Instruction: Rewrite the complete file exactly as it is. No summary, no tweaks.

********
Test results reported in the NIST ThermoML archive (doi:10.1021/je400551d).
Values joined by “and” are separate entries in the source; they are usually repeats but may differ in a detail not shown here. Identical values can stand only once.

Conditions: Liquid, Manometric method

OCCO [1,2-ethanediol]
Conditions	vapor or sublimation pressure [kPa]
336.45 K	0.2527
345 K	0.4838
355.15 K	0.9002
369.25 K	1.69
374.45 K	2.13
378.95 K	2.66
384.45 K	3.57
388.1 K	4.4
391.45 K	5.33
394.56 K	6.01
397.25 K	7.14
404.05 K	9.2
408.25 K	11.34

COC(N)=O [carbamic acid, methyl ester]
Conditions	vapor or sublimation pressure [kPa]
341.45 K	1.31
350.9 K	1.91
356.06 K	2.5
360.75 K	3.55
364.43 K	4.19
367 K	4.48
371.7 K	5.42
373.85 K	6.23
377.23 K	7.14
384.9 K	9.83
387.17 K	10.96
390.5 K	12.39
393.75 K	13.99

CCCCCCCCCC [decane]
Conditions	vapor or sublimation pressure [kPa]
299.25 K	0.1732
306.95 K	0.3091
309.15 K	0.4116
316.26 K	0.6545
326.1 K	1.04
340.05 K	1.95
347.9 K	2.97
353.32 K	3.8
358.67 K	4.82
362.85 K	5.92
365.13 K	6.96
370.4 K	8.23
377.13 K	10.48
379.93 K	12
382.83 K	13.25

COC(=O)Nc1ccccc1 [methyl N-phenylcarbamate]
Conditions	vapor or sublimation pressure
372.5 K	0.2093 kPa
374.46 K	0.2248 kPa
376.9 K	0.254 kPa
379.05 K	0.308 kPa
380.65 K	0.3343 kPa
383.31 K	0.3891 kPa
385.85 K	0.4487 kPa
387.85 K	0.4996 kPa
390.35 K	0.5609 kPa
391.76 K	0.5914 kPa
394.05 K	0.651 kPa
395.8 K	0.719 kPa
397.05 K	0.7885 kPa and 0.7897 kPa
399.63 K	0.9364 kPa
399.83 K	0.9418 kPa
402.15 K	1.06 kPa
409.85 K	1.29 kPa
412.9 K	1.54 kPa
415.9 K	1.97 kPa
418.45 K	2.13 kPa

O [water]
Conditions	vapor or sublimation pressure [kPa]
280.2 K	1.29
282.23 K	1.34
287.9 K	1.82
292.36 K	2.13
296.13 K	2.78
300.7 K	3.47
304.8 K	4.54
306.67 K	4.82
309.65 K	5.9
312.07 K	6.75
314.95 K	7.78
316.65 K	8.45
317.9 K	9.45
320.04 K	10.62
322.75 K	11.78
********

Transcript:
Test results reported in the NIST ThermoML archive (doi:10.1021/je400551d).
Values joined by “and” are separate entries in the source; they are usually repeats but may differ in a detail not shown here. Identical values can stand only once.

Conditions: Liquid, Manometric method

OCCO [1,2-ethanediol]
Conditions	vapor or sublimation pressure [kPa]
336.45 K	0.2527
345 K	0.4838
355.15 K	0.9002
369.25 K	1.69
374.45 K	2.13
378.95 K	2.66
384.45 K	3.57
388.1 K	4.4
391.45 K	5.33
394.56 K	6.01
397.25 K	7.14
404.05 K	9.2
408.25 K	11.34

COC(N)=O [carbamic acid, methyl ester]
Conditions	vapor or sublimation pressure [kPa]
341.45 K	1.31
350.9 K	1.91
356.06 K	2.5
360.75 K	3.55
364.43 K	4.19
367 K	4.48
371.7 K	5.42
373.85 K	6.23
377.23 K	7.14
384.9 K	9.83
387.17 K	10.96
390.5 K	12.39
393.75 K	13.99

CCCCCCCCCC [decane]
Conditions	vapor or sublimation pressure [kPa]
299.25 K	0.1732
306.95 K	0.3091
309.15 K	0.4116
316.26 K	0.6545
326.1 K	1.04
340.05 K	1.95
347.9 K	2.97
353.32 K	3.8
358.67 K	4.82
362.85 K	5.92
365.13 K	6.96
370.4 K	8.23
377.13 K	10.48
379.93 K	12
382.83 K	13.25

COC(=O)Nc1ccccc1 [methyl N-phenylcarbamate]
Conditions	vapor or sublimation pressure
372.5 K	0.2093 kPa
374.46 K	0.2248 kPa
376.9 K	0.254 kPa
379.05 K	0.308 kPa
380.65 K	0.3343 kPa
383.31 K	0.3891 kPa
385.85 K	0.4487 kPa
387.85 K	0.4996 kPa
390.35 K	0.5609 kPa
391.76 K	0.5914 kPa
394.05 K	0.651 kPa
395.8 K	0.719 kPa
397.05 K	0.7885 kPa and 0.7897 kPa
399.63 K	0.9364 kPa
399.83 K	0.9418 kPa
402.15 K	1.06 kPa
409.85 K	1.29 kPa
412.9 K	1.54 kPa
415.9 K	1.97 kPa
418.45 K	2.13 kPa

O [water]
Conditions	vapor or sublimation pressure [kPa]
280.2 K	1.29
282.23 K	1.34
287.9 K	1.82
292.36 K	2.13
296.13 K	2.78
300.7 K	3.47
304.8 K	4.54
306.67 K	4.82
309.65 K	5.9
312.07 K	6.75
314.95 K	7.78
316.65 K	8.45
317.9 K	9.45
320.04 K	10.62
322.75 K	11.78